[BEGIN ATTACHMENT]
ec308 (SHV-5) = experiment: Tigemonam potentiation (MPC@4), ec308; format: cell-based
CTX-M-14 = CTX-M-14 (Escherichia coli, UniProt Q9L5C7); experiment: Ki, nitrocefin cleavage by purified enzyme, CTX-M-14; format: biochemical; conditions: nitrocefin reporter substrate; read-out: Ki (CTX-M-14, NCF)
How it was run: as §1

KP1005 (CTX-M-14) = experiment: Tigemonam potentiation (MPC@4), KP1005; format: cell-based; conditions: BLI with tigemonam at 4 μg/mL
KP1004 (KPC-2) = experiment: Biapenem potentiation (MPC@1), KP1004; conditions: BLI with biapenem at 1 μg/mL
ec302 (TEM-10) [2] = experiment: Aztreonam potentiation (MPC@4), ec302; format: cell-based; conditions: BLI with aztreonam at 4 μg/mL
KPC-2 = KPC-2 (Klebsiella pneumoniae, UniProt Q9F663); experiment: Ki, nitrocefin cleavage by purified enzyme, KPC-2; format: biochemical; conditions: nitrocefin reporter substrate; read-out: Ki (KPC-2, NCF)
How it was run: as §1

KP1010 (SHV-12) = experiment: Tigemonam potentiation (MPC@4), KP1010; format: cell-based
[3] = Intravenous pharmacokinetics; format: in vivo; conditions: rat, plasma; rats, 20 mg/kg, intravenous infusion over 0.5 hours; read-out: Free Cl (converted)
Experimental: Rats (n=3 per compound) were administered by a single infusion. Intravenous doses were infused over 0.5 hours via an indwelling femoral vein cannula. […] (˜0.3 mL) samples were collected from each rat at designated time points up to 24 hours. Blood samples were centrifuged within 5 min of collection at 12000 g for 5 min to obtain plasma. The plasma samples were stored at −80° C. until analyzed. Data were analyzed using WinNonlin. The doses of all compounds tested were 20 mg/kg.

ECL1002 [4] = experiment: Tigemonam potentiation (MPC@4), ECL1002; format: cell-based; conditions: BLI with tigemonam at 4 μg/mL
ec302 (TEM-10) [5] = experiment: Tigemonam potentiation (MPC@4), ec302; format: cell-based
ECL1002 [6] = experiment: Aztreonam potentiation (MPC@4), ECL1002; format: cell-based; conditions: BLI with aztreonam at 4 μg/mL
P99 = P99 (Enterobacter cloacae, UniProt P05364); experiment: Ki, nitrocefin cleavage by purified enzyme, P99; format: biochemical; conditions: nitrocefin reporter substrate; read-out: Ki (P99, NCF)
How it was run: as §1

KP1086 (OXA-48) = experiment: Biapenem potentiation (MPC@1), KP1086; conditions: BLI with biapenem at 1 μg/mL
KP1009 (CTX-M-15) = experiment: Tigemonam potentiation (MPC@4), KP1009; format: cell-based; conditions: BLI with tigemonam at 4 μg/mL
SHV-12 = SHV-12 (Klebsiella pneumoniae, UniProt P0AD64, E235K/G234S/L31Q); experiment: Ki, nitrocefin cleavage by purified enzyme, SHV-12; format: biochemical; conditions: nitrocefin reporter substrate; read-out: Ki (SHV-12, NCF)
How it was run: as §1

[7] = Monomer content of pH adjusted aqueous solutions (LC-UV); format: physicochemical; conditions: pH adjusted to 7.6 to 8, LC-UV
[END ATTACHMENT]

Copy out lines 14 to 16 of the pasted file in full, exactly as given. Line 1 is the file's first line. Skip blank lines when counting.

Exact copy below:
ECL1002 [6] = experiment: Aztreonam potentiation (MPC@4), ECL1002; format: cell-based; conditions: BLI with aztreonam at 4 μg/mL
P99 = P99 (Enterobacter cloacae, UniProt P05364); experiment: Ki, nitrocefin cleavage by purified enzyme, P99; format: biochemical; conditions: nitrocefin reporter substrate; read-out: Ki (P99, NCF)
How it was run: as §1